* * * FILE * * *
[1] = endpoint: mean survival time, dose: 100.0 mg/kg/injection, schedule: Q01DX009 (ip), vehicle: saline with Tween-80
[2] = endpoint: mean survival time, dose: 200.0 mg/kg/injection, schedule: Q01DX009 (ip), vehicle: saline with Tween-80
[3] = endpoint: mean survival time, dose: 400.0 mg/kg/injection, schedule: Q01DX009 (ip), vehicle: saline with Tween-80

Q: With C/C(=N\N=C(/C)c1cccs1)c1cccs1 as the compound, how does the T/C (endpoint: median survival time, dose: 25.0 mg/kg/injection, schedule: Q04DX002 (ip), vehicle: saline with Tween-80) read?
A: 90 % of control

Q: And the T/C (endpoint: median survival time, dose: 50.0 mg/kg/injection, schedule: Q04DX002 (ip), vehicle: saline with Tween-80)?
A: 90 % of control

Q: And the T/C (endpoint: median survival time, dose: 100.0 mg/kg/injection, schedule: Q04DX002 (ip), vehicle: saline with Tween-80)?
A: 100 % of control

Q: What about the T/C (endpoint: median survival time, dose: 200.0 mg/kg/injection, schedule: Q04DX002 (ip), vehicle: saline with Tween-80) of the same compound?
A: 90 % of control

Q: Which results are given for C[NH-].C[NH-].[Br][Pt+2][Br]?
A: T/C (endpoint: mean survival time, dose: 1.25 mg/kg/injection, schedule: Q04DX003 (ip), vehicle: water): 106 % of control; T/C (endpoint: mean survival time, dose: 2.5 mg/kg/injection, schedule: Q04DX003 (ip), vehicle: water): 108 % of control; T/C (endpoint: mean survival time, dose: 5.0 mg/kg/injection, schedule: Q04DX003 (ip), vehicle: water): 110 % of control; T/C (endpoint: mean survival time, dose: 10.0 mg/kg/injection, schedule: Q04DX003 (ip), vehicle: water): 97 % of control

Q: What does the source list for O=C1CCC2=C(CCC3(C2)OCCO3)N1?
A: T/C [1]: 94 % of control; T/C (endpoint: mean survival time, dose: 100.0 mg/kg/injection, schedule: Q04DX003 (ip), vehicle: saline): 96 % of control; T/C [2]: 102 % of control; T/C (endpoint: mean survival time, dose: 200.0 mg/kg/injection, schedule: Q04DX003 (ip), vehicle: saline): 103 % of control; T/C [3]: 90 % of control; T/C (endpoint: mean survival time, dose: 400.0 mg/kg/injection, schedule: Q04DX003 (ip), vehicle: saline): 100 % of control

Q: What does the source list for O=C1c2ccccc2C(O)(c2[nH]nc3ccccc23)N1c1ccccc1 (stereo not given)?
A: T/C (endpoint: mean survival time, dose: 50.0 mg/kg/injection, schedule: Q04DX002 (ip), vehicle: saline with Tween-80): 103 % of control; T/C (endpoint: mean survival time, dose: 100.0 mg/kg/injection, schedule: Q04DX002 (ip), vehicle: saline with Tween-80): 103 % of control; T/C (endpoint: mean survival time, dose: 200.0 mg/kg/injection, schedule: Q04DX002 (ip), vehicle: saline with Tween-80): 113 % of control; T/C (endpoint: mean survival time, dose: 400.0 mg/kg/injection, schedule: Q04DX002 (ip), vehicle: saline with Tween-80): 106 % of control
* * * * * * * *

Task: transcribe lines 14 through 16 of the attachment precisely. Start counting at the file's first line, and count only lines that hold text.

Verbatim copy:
Q: What does the source list for O=C1CCC2=C(CCC3(C2)OCCO3)N1?
A: T/C [1]: 94 % of control; T/C (endpoint: mean survival time, dose: 100.0 mg/kg/injection, schedule: Q04DX003 (ip), vehicle: saline): 96 % of control; T/C [2]: 102 % of control; T/C (endpoint: mean survival time, dose: 200.0 mg/kg/injection, schedule: Q04DX003 (ip), vehicle: saline): 103 % of control; T/C [3]: 90 % of control; T/C (endpoint: mean survival time, dose: 400.0 mg/kg/injection, schedule: Q04DX003 (ip), vehicle: saline): 100 % of control

Q: What does the source list for O=C1c2ccccc2C(O)(c2[nH]nc3ccccc23)N1c1ccccc1 (stereo not given)?